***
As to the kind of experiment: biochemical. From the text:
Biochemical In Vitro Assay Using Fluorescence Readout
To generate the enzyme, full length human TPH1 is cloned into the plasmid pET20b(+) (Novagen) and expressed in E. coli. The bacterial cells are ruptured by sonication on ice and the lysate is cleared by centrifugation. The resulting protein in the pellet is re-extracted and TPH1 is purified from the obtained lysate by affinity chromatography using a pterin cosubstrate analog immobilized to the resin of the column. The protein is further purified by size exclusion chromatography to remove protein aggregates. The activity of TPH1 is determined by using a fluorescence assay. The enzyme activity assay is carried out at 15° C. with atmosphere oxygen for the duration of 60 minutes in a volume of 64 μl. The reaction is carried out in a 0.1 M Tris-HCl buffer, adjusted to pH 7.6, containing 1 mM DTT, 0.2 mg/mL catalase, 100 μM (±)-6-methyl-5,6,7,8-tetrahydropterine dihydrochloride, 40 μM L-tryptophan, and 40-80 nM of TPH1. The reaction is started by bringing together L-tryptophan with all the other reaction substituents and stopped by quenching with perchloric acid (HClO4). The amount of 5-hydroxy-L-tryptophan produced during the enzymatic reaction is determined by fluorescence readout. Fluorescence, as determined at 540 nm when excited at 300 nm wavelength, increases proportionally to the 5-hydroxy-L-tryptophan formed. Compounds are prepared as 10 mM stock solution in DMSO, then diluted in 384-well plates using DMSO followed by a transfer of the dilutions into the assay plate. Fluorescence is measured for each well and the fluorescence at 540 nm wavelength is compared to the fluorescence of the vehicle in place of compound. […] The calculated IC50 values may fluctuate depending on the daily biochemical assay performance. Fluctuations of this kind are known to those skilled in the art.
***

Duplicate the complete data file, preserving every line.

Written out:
As to the kind of experiment: biochemical. From the text:
Biochemical In Vitro Assay Using Fluorescence Readout
To generate the enzyme, full length human TPH1 is cloned into the plasmid pET20b(+) (Novagen) and expressed in E. coli. The bacterial cells are ruptured by sonication on ice and the lysate is cleared by centrifugation. The resulting protein in the pellet is re-extracted and TPH1 is purified from the obtained lysate by affinity chromatography using a pterin cosubstrate analog immobilized to the resin of the column. The protein is further purified by size exclusion chromatography to remove protein aggregates. The activity of TPH1 is determined by using a fluorescence assay. The enzyme activity assay is carried out at 15° C. with atmosphere oxygen for the duration of 60 minutes in a volume of 64 μl. The reaction is carried out in a 0.1 M Tris-HCl buffer, adjusted to pH 7.6, containing 1 mM DTT, 0.2 mg/mL catalase, 100 μM (±)-6-methyl-5,6,7,8-tetrahydropterine dihydrochloride, 40 μM L-tryptophan, and 40-80 nM of TPH1. The reaction is started by bringing together L-tryptophan with all the other reaction substituents and stopped by quenching with perchloric acid (HClO4). The amount of 5-hydroxy-L-tryptophan produced during the enzymatic reaction is determined by fluorescence readout. Fluorescence, as determined at 540 nm when excited at 300 nm wavelength, increases proportionally to the 5-hydroxy-L-tryptophan formed. Compounds are prepared as 10 mM stock solution in DMSO, then diluted in 384-well plates using DMSO followed by a transfer of the dilutions into the assay plate. Fluorescence is measured for each well and the fluorescence at 540 nm wavelength is compared to the fluorescence of the vehicle in place of compound. […] The calculated IC50 values may fluctuate depending on the daily biochemical assay performance. Fluctuations of this kind are known to those skilled in the art.